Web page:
How Not to Regret Your Time at College

How Not to Regret Your Time at College
  • Opening Intro -

    It's difficult not to feel skeptical about college nowadays.

    Student loans dragging new graduates down; burnout millennials that can't properly start their life as adults because of the low prospects for a good job.

    Times have changed and there's no denying that college leaves a lot of people with a sense of regret.


In this article, I’ll show you the most habitual regrets college graduates complain about and how to deal with them so you’ll have a smoother time if you decide college’s for you.

The “American Pie” Lie

It’s true that while most young people considering college don’t think college is just like in the movies anymore. There’s still a moderate amount of people that, experiencing adult life and the freedom to not have their parents looking after them, think college will be a massive party where they make lots of friends and drink every day.

Often, they find themselves facing the sad reality. Making friends was much harder than expected and/or they do party every day and crash their grades. That leaves them with the feeling of wasting a massive amount on college and not taking advantage of their classes.

To deal with this, don’t expect college to be like American Pie. Yes, there will be parties; yes, you will make friends; but moderation is your friend so don’t forget about your classes either (it’s why you choose to go to college, after all!)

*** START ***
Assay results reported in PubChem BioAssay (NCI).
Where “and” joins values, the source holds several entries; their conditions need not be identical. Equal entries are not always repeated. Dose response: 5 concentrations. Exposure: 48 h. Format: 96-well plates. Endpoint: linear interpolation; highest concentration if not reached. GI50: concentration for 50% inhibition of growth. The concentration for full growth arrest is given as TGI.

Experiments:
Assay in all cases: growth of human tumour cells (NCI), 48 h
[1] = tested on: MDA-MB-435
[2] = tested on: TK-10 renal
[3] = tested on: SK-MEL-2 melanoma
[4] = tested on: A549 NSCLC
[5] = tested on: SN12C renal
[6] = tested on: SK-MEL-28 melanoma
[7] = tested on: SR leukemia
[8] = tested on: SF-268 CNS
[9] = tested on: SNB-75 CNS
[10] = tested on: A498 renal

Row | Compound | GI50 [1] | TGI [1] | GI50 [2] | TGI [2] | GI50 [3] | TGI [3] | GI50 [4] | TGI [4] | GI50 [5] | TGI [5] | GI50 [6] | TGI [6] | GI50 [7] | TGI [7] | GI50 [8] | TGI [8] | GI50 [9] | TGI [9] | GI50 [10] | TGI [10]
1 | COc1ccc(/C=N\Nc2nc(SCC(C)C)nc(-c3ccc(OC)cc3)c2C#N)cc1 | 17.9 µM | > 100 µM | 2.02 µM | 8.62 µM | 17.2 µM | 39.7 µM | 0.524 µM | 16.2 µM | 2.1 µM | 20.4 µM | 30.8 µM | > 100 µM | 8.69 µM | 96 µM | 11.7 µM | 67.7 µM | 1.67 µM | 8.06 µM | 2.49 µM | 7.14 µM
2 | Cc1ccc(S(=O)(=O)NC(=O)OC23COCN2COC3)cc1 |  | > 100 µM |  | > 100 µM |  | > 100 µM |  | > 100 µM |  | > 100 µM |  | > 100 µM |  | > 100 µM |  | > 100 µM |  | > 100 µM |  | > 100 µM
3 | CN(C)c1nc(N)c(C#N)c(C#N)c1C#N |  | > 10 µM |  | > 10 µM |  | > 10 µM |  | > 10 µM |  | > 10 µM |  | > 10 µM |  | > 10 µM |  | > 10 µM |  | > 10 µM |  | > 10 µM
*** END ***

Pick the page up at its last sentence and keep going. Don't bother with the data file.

Student Loans

It’s not difficult to see why this is probably the biggest regret most people have when it comes to college. As per the College Board, the average student debt balance in 2017 was $26,900 for graduates of tuition-free four-year schools and $32,600 for graduates of independent nonprofit four-year schools.

It’s not difficult to see how this, combined with the difficulty of finding a well-paid job, poses a huge burden to young adults trying to start their life.

To deal with this, there are solutions. If a college close to home offers the degree you are interested in, stay at home (I promise you can still party if you live with your parents).

If you have to move for your degree, keep a clear mind and don’t take the biggest loan you are offered as this only will create more debt to be paid back. Keep a clear mind, make an estimate of how much you need, and take roughly that amount. If you’d like to go to a private college, consider doing your first 2 years at a community college and then transferring. A lot of classes are the same for degrees that are closely related, and this will save you some money.

Your major

The 2nd biggest regret most graduates have is choosing the wrong major. It is easy to see how this can pose a big problem. You were forced to choose a degree at 18. Since you aren’t too sure of what you’d like to do, you choose it without much consideration because you can always switch majors later.

However, you start losing interest but don’t want to switch majors because you don’t want to add to your debt. Suddenly, you are a new graduate with a big debt behind you and a choice to make between working in a field that doesn’t really interest you anymore or not using your degree.

other valuable tips:

So, choose carefully. There’s nothing wrong with switching majors if the studies you choose turn out not to be a good fit but that doesn’t mean you should be carefree about it because “you can always change majors later”!

Also, consider that not everyone is cut ot for college. You can always start your own business, try an apprenticeship, going to trade school.

So, all in all, college doesn’t have to leave you with a feeling of regret and a huge chunk of debt! Be smart, keep a clear mind, and look forward to the exciting challenges and changes this new phase of your life offers you!

Image Credit: Pixabay

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Categories: College Living